Q. Why does the rear wheel of a motorcycle not spin within the tyre? A great emphasis is placed on maximising tyre grip against the road surface, so why do the wheels not spin inside the tyre - the point, you would expect, to be of the lowest resistance, especially when you consider that lubrication is normally applied when fitting the tyre.
Wouldn’t centrifugal force lighten the grip between the tyre and the rim?
Stephen Good, Euxton
A. If you used a lot of lubricant fitting a tyre and then went out and gave it loads before the tyre soap had a chance to dry out, say at a race meeting or track day, then it could spin.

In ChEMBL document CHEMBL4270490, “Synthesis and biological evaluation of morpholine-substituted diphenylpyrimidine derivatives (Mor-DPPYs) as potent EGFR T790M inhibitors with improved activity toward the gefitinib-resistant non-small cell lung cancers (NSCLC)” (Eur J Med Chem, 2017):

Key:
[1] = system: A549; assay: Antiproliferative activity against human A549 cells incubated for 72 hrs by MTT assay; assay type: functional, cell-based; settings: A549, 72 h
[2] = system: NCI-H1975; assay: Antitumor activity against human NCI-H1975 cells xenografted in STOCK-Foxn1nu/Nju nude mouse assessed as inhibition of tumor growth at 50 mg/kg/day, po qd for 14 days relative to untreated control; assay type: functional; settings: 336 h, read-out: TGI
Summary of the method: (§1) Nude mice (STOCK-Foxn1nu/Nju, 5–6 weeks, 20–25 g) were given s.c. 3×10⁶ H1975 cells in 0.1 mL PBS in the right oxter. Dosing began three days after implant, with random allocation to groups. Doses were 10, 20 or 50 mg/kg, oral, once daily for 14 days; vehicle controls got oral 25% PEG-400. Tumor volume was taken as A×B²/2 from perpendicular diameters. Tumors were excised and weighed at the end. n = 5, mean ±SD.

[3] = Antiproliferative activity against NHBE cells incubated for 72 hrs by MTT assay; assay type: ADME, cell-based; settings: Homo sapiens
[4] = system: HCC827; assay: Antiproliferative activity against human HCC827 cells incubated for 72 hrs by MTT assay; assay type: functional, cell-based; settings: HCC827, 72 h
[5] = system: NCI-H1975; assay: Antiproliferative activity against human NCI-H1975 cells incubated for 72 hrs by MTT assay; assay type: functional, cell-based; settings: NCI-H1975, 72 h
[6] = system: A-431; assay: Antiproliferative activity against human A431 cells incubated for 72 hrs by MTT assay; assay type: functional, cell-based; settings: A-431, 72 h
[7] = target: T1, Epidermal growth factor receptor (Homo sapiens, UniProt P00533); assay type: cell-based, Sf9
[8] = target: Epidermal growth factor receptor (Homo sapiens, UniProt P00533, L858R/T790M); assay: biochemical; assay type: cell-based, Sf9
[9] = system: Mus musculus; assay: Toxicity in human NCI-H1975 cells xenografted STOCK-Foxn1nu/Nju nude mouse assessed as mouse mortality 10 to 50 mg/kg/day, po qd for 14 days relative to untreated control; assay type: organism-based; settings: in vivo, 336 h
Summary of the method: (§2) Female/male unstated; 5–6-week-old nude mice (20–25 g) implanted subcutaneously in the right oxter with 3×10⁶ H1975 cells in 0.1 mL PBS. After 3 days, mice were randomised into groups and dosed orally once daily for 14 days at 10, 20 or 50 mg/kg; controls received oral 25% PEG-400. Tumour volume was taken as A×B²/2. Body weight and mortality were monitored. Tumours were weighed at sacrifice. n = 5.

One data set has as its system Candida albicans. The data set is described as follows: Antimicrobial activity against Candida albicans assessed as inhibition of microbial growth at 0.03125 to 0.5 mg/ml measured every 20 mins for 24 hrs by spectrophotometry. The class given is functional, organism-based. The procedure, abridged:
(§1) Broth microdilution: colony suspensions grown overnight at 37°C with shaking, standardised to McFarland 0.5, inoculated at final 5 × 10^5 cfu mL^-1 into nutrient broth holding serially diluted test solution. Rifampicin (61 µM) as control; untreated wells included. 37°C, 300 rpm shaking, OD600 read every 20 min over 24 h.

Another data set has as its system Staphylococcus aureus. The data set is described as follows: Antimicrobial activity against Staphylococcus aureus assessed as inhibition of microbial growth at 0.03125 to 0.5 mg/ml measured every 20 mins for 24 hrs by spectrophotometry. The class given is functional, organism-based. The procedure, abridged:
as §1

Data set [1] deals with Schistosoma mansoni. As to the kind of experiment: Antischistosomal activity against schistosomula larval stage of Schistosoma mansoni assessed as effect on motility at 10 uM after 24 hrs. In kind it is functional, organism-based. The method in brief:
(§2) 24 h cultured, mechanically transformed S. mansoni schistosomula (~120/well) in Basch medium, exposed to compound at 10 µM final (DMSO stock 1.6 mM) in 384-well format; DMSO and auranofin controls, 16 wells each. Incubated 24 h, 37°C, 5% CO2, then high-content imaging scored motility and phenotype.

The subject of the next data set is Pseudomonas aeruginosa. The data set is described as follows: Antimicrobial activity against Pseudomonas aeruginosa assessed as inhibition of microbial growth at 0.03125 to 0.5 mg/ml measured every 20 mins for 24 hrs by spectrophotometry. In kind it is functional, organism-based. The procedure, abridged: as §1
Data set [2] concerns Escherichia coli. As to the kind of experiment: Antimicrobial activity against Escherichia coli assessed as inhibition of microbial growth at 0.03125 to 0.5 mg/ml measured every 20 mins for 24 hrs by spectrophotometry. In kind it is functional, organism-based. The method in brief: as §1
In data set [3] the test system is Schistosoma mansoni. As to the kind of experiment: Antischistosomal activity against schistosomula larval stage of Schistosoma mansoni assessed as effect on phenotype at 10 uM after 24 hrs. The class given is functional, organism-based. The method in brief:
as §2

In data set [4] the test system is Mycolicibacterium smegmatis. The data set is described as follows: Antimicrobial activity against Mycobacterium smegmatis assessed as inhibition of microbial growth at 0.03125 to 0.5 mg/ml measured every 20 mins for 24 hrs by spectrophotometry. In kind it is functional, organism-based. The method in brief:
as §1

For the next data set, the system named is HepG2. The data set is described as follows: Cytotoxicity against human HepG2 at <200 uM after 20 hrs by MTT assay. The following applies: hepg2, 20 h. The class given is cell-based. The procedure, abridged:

Early Dymag race wheels had lower wheel sidewalls, so they didn’t grip as well as they could and that cost Ian Simpson a TT win many years ago. But generally the beads, which are a band or belt made of steel running circumferally are designed specifically to grip and seat on the wheel rim.
Original equipment tyres often have different shaped beads, either strands or solid, maybe round-shaped, or hexagonal that adjust the force to make it seat on the rim. That’s why it’s important to go for recommended tyres; the same size doesn’t always mean the same construction.